Fyall, A. and Leask, A., 2007. Destination Marketing: Future Issues — Strategic Challenges. Tourism and Hospitality Research, 7, pp. 50-63.
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Official URL: http://www.palgrave-journals.com/thr/journal/v7/n1...
Although pivotal to the travel and tourism system, the destination is widely acknowledged to be one of the most difficult products to manage and market. Over the coming decade, the challenges facing destination marketers are likely to be even greater with a whole host of issues likely to impact on the future marketing of destinations. This paper seeks to utilise an exploratory framework that brings together those issues deemed to be of significance to the future marketing of the destination product and examine the extent to which the framework can be applied to the marketing of two major destinations in the UK: London and Edinburgh. Both London and Edinburgh represent significant destinations for both domestic and international tourists and have been impacted by forces external and internal to the UK in recent years. For example, externally, 911 in the United States and SARS in South East Asia have both impacted on international travel patterns while the outbreak of Foot and Mouth Disease in 2001 and the devolution and 'regionalisation' of tourism within the UK has impacted on the management and marketing of destinations within the UK at the local, sub-regional, regional and national levels. In addition to conducting a thorough review of the relevant literature and organising focus group sessions within their working environments, the authors also conducted a series of face-to-face interviews with appropriate stakeholders in the two destinations to identify and explore those future issues and strategic challenges facing those marketing destinations in the future generally, and specifically to the two destinations representing the focus of enquiry in this study. The one consistent finding — and the one that perhaps best encapsulates those 15 challenges identified in the proposed framework — is the issue of collaboration and the need for those within the destinations to work together in solving problems deemed too demanding to solve in isolation. For collaboration to succeed in the context of destinations, the destination management organisation needs to act as a strong unifying force that is able to bring all component parts of the destination together and develop the wider destination in its entirety. To conclude, both London and Edinburgh have ambitious growth targets for the future. Collaboration is key to the achievement of such targets as is the need to continue to diversify markets. The need to be cognisant of all those issues and forces impacting on their future direction is, however, vital if both destinations are to keep abreast of competing destinations; both at home and overseas.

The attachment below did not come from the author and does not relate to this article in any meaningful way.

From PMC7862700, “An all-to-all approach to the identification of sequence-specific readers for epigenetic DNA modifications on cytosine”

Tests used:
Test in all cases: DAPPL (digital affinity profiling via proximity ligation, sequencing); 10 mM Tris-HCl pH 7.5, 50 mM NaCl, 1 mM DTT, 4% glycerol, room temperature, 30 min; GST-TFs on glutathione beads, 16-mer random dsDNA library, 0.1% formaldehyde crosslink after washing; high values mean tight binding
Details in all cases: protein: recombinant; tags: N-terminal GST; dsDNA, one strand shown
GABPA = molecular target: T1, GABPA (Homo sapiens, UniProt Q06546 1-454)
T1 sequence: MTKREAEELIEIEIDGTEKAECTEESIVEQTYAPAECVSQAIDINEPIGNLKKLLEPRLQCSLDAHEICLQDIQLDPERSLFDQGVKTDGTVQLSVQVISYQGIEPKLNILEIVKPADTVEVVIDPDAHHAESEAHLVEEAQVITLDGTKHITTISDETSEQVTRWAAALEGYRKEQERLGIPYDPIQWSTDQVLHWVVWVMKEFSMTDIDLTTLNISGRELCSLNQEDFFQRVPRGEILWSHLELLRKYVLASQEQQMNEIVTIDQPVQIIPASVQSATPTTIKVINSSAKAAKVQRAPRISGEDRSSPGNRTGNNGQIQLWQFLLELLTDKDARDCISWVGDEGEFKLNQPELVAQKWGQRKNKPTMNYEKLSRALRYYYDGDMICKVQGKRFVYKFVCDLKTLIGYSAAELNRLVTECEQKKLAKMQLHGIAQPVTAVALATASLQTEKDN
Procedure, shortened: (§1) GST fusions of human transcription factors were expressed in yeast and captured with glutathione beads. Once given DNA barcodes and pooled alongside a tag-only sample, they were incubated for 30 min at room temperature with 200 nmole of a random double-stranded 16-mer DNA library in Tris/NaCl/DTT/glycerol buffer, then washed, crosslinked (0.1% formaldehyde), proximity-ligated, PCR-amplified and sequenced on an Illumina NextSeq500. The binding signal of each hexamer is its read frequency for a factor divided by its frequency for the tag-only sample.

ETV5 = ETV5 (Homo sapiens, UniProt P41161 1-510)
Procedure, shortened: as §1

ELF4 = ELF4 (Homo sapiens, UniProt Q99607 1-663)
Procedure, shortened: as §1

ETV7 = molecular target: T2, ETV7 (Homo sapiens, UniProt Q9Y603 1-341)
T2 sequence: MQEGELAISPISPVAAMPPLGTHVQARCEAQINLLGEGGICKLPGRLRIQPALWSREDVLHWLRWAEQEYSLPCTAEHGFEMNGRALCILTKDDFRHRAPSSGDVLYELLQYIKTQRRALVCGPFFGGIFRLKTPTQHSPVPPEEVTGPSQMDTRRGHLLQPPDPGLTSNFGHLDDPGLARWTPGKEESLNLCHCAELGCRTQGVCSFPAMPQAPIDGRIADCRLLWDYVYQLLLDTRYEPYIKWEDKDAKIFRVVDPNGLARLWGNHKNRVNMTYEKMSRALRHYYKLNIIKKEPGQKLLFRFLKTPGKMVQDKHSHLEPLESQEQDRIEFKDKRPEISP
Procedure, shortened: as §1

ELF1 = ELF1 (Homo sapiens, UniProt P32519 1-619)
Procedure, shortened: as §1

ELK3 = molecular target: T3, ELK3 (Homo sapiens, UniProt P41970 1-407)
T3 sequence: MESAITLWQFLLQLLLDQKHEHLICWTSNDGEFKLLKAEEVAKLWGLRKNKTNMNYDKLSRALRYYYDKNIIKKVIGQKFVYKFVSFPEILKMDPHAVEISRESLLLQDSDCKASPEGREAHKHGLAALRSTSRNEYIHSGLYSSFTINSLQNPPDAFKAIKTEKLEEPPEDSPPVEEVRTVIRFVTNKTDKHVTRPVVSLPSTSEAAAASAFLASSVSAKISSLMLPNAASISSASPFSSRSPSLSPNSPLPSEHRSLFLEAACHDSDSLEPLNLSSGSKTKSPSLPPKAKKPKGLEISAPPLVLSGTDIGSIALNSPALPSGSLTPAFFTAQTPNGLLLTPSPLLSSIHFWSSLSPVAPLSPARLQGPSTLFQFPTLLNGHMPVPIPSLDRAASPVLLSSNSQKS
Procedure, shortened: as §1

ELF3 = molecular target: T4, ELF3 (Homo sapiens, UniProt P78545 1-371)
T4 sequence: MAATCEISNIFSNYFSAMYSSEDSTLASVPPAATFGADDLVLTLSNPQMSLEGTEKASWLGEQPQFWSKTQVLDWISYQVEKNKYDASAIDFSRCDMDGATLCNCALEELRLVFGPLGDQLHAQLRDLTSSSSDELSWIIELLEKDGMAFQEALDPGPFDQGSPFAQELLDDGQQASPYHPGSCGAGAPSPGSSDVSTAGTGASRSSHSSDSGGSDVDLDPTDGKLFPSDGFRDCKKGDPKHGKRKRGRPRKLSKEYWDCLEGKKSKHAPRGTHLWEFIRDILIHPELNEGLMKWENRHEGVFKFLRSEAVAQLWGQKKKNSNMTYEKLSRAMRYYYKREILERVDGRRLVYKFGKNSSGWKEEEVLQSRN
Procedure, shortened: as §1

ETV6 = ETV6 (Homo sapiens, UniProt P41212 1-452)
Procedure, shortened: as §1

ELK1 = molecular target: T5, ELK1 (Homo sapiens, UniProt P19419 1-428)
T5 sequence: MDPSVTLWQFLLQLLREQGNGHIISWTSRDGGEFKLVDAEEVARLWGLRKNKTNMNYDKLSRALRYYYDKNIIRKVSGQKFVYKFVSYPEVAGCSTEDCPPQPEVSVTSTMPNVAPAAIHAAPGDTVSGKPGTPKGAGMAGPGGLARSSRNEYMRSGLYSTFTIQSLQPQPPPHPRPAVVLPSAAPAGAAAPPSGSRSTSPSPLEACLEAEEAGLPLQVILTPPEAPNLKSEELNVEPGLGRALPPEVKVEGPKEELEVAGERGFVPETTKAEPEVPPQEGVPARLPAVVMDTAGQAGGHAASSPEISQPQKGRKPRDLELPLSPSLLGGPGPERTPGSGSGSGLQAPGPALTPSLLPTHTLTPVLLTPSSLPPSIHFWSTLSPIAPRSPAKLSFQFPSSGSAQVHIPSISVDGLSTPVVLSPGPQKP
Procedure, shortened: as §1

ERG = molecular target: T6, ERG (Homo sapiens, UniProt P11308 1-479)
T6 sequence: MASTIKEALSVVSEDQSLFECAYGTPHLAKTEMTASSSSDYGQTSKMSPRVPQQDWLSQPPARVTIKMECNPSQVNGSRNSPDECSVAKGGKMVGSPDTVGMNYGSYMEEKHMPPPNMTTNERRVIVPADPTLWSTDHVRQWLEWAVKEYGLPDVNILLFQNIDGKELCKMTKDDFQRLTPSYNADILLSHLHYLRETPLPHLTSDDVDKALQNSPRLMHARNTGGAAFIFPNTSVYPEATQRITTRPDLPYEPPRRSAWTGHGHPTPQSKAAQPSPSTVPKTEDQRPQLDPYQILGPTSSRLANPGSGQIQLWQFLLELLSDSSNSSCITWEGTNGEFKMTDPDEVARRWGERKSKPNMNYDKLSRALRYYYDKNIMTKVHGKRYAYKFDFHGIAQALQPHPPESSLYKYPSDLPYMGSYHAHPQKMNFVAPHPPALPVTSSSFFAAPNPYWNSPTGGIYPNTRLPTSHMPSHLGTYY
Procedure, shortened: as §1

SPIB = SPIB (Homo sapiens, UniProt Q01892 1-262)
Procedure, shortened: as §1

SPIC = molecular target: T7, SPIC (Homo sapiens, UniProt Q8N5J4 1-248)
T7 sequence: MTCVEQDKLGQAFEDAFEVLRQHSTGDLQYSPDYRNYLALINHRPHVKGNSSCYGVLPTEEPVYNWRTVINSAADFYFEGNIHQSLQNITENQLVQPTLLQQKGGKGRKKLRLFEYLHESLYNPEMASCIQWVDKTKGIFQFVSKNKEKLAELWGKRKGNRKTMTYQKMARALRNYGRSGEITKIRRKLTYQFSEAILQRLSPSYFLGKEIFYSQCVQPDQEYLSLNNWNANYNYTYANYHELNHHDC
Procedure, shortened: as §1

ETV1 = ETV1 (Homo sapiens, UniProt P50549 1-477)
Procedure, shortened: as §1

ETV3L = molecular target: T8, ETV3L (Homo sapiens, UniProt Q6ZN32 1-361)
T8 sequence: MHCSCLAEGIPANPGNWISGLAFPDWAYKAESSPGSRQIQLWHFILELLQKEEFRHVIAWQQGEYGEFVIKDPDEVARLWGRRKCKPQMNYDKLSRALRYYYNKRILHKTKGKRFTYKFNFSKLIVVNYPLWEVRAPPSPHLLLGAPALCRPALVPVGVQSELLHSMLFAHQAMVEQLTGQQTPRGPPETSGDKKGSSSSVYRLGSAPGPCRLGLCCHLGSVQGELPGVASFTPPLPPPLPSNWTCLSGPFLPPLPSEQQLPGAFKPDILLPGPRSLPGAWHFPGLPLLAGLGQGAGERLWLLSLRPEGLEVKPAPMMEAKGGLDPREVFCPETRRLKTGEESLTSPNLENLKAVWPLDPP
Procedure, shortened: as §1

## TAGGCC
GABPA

|Subjects:||Social Sciences > Tourism|
|Group:||School of Tourism > International Centre for Tourism and Hospitality Research|
|Deposited By:||INVALID USER|
|Deposited On:||24 Oct 2008 17:20|
|Last Modified:||07 Mar 2013 14:53|
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